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August holidays

Hola! I'm taking an August blogging break. Back in September...

Happy holidays all, whatever you're doing.

Image: Thomson Airways adverstising archive

Buy the contents of this Brighton house next week

Juliette, a very dear friend for many years, is throwing open her front door to sell pretty much everything in her colourful, 1950s-styled house. 

The sale happens over this coming bank holiday weekend. Take a nose around her place, and find out what's prompted her to make such a mad move...

"I've been collecting 1950s homeware, clothing and accessories for more than 20 years," she says. "When my husband was told he was being made redundant last month, we decided to move to France – not that random, as he happens to be French. Two days later, he received a job offer from a company in Madrid. We have no idea where we're going to end up, but the house is already on the market and we’re down-sizing our possessions like crazy in readiness for the move.

"We can’t take everything with us as we’ll be renting in either Spain or France for at least 12 months. We’ve had the space in Brighton to keep collecting, but it’s beyond ridiculous how much stuff we’ve got. I love every piece, but I’d sooner it go to a good home rather than be hidden in a box for a year. Plus, we are considering building a house in France, in which case we’re going to go totally the other way – instead of a 1930s house filled with Mid-Century collectables, we’ll have a sleek, modern cube house and only one room for my ‘mad bits’, as my long-suffering husband calls them. By that he means my vast collection of flamingo ornaments, Sylvac woodland animal vases and china poodles. Those are the pieces I’ll never sell!
"It might seem a bit strange to open your home to complete strangers, but I think it’s a nice way of making sure our much-loved pieces go to a good home, and it’ll be much easier to part with the things I love in person."

Go and help Juliette out by snapping up some of her cherished collectibles. Prices will start from £10 and goodies she's got lined up to sell include everything from poodle bookends and dinner plates to handbags and furniture. Details below.

Barbara Hepworth retrospective – and how to buy her art for £75

I'm a little breathless about yesterday's news that a big Barbara Hepworth retrospective is coming to Tate Britain next year. 

I saw Hepworth's work some years ago, in a show at Tate St Ives (in the town so dear to me): the Tate Britain show promises to be very good indeed, but the Cornish branch was possibly the most spectacular building in which to view her curvaceous, earthy work – and not just because it was the mid-century sculptor's adopted home and workplace.

If you've been to the beach-side gallery, you'll know the central plinth inside the front of the building, beyond which you can see the waves crashing into Porthmeor Beach beyond, sand, sky and water lit up with that unique, luminous St Ives light. Imagine now looking at that view not just through the circle of the windows, but also through the void in the middle of a giant Hepworth artwork. Magical.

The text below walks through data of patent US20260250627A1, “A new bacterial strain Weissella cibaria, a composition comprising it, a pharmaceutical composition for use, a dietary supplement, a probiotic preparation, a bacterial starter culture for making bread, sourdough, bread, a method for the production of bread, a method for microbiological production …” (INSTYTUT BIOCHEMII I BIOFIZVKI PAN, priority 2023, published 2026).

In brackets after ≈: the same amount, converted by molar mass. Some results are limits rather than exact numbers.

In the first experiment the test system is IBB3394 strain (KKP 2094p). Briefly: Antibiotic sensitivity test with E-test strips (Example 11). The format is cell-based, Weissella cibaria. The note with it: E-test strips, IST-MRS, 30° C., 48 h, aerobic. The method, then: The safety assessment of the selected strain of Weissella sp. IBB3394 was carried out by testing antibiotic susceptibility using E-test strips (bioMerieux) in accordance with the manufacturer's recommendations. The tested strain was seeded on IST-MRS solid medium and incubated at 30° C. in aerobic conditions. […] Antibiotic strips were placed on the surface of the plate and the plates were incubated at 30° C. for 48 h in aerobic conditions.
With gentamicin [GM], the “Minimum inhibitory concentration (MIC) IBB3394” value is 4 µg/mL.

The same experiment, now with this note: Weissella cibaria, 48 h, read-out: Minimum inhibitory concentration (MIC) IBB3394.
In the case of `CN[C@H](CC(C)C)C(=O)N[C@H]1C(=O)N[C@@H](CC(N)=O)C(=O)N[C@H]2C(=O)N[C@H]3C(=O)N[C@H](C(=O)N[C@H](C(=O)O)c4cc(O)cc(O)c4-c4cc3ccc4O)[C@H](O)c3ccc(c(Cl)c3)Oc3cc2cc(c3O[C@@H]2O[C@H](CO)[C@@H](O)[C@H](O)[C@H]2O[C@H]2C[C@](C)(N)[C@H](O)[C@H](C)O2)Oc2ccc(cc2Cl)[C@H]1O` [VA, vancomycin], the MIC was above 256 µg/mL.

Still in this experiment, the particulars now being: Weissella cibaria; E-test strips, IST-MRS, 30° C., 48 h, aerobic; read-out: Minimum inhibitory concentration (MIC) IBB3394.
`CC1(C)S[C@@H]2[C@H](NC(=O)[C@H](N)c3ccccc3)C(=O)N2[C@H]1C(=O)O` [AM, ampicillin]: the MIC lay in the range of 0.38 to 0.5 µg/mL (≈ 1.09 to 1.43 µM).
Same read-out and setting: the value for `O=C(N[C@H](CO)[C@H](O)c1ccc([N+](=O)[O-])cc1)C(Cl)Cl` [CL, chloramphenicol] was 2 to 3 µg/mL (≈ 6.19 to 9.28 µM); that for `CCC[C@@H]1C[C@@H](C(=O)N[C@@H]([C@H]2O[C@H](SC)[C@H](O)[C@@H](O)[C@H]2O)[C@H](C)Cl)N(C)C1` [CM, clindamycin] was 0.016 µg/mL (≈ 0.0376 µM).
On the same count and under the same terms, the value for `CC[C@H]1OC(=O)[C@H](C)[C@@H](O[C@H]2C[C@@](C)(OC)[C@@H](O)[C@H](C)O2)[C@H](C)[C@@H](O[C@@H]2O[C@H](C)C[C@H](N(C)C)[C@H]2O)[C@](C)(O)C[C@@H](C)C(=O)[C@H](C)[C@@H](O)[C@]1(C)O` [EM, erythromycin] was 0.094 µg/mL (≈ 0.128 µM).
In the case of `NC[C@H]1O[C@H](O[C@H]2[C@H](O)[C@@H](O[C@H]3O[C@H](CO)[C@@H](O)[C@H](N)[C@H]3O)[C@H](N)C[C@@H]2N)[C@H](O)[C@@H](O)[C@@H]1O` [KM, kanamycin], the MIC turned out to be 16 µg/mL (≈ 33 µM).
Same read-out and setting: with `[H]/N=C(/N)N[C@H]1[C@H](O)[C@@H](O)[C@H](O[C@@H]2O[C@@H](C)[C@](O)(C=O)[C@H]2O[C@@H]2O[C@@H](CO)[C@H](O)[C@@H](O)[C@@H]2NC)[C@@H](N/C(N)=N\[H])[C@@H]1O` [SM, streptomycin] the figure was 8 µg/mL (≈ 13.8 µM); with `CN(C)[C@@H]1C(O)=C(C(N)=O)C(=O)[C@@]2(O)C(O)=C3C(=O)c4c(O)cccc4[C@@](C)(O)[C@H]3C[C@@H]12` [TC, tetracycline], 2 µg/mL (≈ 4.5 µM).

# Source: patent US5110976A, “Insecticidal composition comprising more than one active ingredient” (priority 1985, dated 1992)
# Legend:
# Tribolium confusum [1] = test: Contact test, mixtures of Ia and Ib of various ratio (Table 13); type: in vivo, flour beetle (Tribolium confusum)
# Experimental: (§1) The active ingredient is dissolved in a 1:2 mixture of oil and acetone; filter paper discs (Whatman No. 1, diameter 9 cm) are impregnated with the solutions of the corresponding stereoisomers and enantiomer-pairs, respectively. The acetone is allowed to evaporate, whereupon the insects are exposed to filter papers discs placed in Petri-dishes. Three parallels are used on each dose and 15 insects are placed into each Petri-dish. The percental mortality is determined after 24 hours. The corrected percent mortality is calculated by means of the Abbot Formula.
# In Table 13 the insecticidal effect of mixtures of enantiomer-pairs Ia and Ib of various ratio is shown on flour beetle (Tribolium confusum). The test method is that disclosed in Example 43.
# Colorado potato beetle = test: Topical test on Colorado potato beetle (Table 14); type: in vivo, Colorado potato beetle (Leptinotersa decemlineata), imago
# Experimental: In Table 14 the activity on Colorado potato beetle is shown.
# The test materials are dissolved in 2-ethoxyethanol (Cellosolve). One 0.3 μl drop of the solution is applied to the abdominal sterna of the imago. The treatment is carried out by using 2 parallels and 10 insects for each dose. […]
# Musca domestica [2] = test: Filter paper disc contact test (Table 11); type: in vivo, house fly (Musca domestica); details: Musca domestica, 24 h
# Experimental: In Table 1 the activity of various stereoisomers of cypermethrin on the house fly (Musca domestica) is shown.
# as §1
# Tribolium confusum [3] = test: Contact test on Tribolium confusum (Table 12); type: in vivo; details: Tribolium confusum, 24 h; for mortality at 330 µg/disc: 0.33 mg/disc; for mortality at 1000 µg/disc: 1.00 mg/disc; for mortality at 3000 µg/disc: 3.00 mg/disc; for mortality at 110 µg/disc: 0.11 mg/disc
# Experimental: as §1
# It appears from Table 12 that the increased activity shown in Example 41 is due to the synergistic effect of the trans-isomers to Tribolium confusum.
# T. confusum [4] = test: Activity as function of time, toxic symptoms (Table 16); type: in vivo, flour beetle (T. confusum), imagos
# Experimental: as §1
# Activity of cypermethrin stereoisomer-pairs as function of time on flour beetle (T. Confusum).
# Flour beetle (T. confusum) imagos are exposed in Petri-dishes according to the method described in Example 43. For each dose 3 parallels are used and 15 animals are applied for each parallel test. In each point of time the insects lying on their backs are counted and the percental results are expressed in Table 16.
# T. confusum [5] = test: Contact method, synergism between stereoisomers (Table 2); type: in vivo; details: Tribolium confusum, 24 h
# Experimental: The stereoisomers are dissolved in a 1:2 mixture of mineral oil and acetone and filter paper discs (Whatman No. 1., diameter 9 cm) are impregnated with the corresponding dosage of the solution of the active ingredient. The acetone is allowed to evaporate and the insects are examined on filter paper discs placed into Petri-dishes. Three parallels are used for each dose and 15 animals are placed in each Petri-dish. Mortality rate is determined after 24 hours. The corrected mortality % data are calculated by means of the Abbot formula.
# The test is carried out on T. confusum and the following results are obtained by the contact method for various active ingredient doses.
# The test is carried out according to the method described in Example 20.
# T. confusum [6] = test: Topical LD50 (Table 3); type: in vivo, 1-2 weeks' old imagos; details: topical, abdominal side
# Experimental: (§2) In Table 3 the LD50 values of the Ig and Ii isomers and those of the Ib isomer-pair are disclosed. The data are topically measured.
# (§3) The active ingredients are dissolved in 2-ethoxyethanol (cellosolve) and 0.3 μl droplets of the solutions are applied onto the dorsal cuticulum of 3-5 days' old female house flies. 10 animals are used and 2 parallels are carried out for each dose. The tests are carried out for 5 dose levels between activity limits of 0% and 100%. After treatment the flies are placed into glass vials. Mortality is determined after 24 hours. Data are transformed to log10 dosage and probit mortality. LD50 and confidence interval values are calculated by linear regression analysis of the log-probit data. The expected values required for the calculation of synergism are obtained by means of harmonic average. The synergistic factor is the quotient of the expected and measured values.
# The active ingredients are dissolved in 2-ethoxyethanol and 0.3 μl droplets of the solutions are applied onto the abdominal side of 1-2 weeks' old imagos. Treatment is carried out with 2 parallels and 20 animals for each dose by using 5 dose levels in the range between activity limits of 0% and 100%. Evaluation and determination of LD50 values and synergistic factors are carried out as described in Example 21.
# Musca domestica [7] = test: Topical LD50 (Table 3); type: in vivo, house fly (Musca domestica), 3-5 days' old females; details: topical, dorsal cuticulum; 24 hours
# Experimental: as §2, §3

The Tate Britain show, opening in Summer 2015, will be the first Hepworth retrospective in London since 1968 and will feature more than 70 works, including rarely exhibited pieces, pre-war carvings that survived the bombing of her studio and the artist's use of photography and film. (Random fact unconnected to Hepworth, but connected to St Ives and the war: my dad was a small boy in the 1940s and, while in St Ives visiting his grandmother, had to hide behind rocks on the little beach next to Tate St Ives as enemy planes flew overhead and shot at him and his father.

I'm digressing wildly. And this isn't just an excuse to publish images of some of my favourite pieces of her work. If you can't wait until 2015 to come to the big smoke and get your fix – did you know that John Lewis is currently selling a collection of beautiful reproduction Barbara Hepworth prints (pictured above and below)?

They're £75 each and are exclusive to John Lewis as part of the celebrations of the store's 150th anniversary.

The artworks were chosen because one of Barbara Hepworth's sculptures, Winged Figure, commissioned by John Lewis and installed in the early 1960s, adorns the exterior of the flagship London branch. You can see and read about the interesting story behind the six-foot sculpture on the excellent My Friend's House blog.

But don't go yet – you can also see some of Hepworth's rarely-seen drawings in this archive post by contributing ed, Abi.

Happy weekend all – and I'm off for a couple of weeks, partly taking little break in the sun and partly obsessing over what DIY chores around the house I can get stuck into. That's just how some people relax. You of all people should understand...

The Barbara Hepworth retrospective takes place at Tate Britain next summer; also part of the Tate's 2015 programme are major exhibitions including Jackson Pollock, Frank Auerbach, Marlene Dumas and Alexander Calder, kinetic sculptor and inventor of the mobile. 

Images: John Lewis, and Hepworth Estate for the photograph of Barbara Hepworth in the Palais studio in 1963 with unfinished wood carving Hollow Form with White Interior, taken by Val Wilmer.

Post by Kate